Red Barber's most remembered sports call was probably the following. It is the sixth game of the 1947 World Series, Brooklyn Dodgers versus New York Yankees, Yankee Stadium. Joe Hatten is on the mound for the Dodgers; the Bums have an 8-5 lead, Joe DiMaggio is at the plate and the Brooklyn outfielder includes a runt named Al Gionfriddo.

Joe DiMaggio up, holding that club down at the big fellow, Hatten, sets and pitches---a curveball, high outside for ball one. So---the Dodgers are ahead, 8-5. And the crowd well knows that with one swing of his bat this fellow's capable of making it a brand-new game again . . . Joe leans i---he has one for three today, six hits so far in the Series . . . Outfield deep, around toward left, the infield overshifted . . . Swung on---belted! It's a long one deep into left center---back goes Gionfriddo! Back, back, back, back, back, back, back, back, back he makes a one-handed catch against the bullpen! Ohhh-hooo, Doctor!

Red Barber's second-most remembered sports call? Most likely, two games earlier, from his own catbird seat in Brooklyn's Ebbets Field---when Yankee pitcher Bill Bevens, despite surrendering ten walks, stood on the threshold of consummating the first no-hit, no-run game in World Series history. Up to hit for the Dodgers: Eddie (The Brat) Stanky, a man who had broken up a no-hit bid by Cincinnati pitcher Ewell (The Whip) Blackwell with two outs to go in that game.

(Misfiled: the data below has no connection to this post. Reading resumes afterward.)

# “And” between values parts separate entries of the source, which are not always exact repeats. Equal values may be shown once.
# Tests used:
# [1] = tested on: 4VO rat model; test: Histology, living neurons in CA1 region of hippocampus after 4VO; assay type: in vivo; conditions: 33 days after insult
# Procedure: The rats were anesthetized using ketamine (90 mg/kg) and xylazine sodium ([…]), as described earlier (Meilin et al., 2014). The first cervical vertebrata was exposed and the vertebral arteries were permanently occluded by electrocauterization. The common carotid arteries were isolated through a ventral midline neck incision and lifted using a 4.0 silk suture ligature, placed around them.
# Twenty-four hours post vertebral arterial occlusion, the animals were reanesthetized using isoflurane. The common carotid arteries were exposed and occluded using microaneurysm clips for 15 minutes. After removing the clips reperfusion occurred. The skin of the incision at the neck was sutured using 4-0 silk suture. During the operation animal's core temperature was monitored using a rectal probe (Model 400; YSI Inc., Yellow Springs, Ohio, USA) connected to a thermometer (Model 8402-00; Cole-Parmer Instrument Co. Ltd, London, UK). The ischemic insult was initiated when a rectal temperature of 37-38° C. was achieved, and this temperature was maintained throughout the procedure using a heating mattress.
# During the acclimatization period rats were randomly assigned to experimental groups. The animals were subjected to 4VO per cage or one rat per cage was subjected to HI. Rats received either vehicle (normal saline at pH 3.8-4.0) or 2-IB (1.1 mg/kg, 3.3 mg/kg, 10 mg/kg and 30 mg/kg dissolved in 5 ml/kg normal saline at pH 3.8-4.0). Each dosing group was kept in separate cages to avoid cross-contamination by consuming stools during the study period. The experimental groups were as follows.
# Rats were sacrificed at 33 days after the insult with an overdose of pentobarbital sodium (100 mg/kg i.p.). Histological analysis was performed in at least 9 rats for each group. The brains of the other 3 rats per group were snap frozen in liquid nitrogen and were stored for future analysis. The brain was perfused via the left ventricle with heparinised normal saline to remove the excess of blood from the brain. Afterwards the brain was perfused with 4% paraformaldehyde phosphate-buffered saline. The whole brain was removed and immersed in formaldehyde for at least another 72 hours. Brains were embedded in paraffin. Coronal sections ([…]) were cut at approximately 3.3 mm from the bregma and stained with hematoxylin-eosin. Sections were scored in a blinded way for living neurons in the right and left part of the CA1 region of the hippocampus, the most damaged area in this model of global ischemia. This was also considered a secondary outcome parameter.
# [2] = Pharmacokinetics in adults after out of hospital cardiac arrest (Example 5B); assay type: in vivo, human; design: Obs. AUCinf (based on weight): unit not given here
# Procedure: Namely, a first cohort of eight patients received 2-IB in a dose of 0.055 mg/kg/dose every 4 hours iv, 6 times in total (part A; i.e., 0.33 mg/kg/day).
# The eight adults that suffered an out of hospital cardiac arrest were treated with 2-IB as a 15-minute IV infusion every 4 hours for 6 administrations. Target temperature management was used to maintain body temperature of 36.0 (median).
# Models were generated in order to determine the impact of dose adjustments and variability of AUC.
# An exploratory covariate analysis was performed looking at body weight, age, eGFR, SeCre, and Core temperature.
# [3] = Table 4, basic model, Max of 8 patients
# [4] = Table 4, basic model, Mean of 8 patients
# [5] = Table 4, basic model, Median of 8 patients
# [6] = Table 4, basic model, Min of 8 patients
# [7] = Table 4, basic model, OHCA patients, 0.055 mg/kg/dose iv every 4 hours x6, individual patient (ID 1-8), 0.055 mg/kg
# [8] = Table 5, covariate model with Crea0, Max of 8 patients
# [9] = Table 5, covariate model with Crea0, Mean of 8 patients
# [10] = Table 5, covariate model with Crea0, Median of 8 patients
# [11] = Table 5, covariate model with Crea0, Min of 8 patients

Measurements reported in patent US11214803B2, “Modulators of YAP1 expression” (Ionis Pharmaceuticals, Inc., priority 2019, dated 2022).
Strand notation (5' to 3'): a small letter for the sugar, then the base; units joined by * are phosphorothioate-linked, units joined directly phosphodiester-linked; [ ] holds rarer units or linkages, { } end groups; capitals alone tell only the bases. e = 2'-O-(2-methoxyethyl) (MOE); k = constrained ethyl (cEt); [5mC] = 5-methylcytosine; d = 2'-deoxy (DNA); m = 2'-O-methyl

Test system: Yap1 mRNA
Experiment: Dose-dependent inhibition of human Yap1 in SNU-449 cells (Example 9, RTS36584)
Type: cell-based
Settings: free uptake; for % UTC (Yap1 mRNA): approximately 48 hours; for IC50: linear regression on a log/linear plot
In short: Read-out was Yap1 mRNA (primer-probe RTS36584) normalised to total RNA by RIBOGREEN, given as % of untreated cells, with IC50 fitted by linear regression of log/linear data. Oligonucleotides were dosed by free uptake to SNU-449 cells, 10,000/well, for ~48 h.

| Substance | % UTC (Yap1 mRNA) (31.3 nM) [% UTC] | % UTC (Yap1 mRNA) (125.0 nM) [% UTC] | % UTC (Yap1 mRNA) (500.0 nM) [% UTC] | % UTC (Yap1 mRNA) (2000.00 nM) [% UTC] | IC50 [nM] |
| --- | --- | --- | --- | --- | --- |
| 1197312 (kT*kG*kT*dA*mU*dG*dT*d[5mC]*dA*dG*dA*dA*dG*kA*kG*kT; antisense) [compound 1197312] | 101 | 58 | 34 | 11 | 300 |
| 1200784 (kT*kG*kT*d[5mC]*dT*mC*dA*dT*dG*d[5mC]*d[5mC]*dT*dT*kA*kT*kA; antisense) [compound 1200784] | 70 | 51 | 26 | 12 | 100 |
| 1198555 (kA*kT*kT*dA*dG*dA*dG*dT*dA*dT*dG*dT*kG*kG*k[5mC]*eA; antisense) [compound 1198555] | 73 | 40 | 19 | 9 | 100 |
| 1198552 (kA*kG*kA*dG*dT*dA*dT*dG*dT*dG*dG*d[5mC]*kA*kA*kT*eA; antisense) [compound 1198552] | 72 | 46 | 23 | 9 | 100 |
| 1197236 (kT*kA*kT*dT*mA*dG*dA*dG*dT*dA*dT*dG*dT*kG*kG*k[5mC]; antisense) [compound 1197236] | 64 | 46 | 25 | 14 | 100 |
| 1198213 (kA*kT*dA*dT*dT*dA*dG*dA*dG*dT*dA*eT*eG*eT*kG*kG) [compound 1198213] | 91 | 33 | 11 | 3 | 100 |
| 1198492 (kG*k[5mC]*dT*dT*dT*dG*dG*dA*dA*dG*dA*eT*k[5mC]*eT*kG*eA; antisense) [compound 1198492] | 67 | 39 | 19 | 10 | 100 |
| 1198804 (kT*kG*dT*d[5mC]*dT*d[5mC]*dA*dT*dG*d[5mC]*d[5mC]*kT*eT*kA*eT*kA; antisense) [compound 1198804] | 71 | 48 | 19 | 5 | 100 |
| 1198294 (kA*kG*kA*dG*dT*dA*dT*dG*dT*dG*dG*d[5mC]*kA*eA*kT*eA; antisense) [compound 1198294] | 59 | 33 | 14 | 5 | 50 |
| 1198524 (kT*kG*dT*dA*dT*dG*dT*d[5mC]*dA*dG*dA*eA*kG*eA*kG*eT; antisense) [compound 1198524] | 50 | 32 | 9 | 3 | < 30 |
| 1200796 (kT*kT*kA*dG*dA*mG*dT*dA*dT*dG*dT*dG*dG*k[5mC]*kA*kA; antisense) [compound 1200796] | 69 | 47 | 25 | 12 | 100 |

The scenario as Stanky comes up: Al Gionfriddo is the runner on second (and he's there in the first place after a daring steal against an extremely young Yogi Berra behind the plate), Eddie Miksis is the runner on first.